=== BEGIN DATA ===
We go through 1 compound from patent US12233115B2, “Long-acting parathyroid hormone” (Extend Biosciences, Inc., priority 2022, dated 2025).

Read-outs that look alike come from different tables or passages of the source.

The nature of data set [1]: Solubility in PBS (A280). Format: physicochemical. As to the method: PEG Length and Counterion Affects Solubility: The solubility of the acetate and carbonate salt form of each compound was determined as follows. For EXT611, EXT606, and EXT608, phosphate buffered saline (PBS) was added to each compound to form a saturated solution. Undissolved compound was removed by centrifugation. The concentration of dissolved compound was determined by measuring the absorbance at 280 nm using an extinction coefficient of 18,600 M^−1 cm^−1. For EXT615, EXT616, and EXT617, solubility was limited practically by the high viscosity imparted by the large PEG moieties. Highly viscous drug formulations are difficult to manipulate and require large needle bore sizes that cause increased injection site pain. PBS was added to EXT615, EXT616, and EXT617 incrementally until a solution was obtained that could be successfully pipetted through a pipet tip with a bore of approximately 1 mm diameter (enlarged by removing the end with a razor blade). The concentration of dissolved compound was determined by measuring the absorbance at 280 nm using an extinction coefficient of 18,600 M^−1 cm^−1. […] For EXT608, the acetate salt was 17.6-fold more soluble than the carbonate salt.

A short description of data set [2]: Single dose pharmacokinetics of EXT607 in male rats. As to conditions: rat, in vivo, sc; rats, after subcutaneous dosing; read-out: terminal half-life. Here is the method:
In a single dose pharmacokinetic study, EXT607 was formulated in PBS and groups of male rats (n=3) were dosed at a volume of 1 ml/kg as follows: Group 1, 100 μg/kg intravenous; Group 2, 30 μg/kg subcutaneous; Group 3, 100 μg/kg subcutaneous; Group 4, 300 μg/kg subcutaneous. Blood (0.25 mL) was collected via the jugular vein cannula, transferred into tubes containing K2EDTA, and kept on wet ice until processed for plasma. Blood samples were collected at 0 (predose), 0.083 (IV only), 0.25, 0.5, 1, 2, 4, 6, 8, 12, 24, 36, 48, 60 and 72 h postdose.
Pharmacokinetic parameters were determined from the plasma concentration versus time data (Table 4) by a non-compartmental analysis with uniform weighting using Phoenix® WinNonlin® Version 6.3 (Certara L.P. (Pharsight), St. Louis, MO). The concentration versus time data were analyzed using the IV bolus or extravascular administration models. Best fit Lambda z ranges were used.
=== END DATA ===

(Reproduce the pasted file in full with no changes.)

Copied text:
We go through 1 compound from patent US12233115B2, “Long-acting parathyroid hormone” (Extend Biosciences, Inc., priority 2022, dated 2025).

Read-outs that look alike come from different tables or passages of the source.

The nature of data set [1]: Solubility in PBS (A280). Format: physicochemical. As to the method: PEG Length and Counterion Affects Solubility: The solubility of the acetate and carbonate salt form of each compound was determined as follows. For EXT611, EXT606, and EXT608, phosphate buffered saline (PBS) was added to each compound to form a saturated solution. Undissolved compound was removed by centrifugation. The concentration of dissolved compound was determined by measuring the absorbance at 280 nm using an extinction coefficient of 18,600 M^−1 cm^−1. For EXT615, EXT616, and EXT617, solubility was limited practically by the high viscosity imparted by the large PEG moieties. Highly viscous drug formulations are difficult to manipulate and require large needle bore sizes that cause increased injection site pain. PBS was added to EXT615, EXT616, and EXT617 incrementally until a solution was obtained that could be successfully pipetted through a pipet tip with a bore of approximately 1 mm diameter (enlarged by removing the end with a razor blade). The concentration of dissolved compound was determined by measuring the absorbance at 280 nm using an extinction coefficient of 18,600 M^−1 cm^−1. […] For EXT608, the acetate salt was 17.6-fold more soluble than the carbonate salt.

A short description of data set [2]: Single dose pharmacokinetics of EXT607 in male rats. As to conditions: rat, in vivo, sc; rats, after subcutaneous dosing; read-out: terminal half-life. Here is the method:
In a single dose pharmacokinetic study, EXT607 was formulated in PBS and groups of male rats (n=3) were dosed at a volume of 1 ml/kg as follows: Group 1, 100 μg/kg intravenous; Group 2, 30 μg/kg subcutaneous; Group 3, 100 μg/kg subcutaneous; Group 4, 300 μg/kg subcutaneous. Blood (0.25 mL) was collected via the jugular vein cannula, transferred into tubes containing K2EDTA, and kept on wet ice until processed for plasma. Blood samples were collected at 0 (predose), 0.083 (IV only), 0.25, 0.5, 1, 2, 4, 6, 8, 12, 24, 36, 48, 60 and 72 h postdose.
Pharmacokinetic parameters were determined from the plasma concentration versus time data (Table 4) by a non-compartmental analysis with uniform weighting using Phoenix® WinNonlin® Version 6.3 (Certara L.P. (Pharsight), St. Louis, MO). The concentration versus time data were analyzed using the IV bolus or extravascular administration models. Best fit Lambda z ranges were used.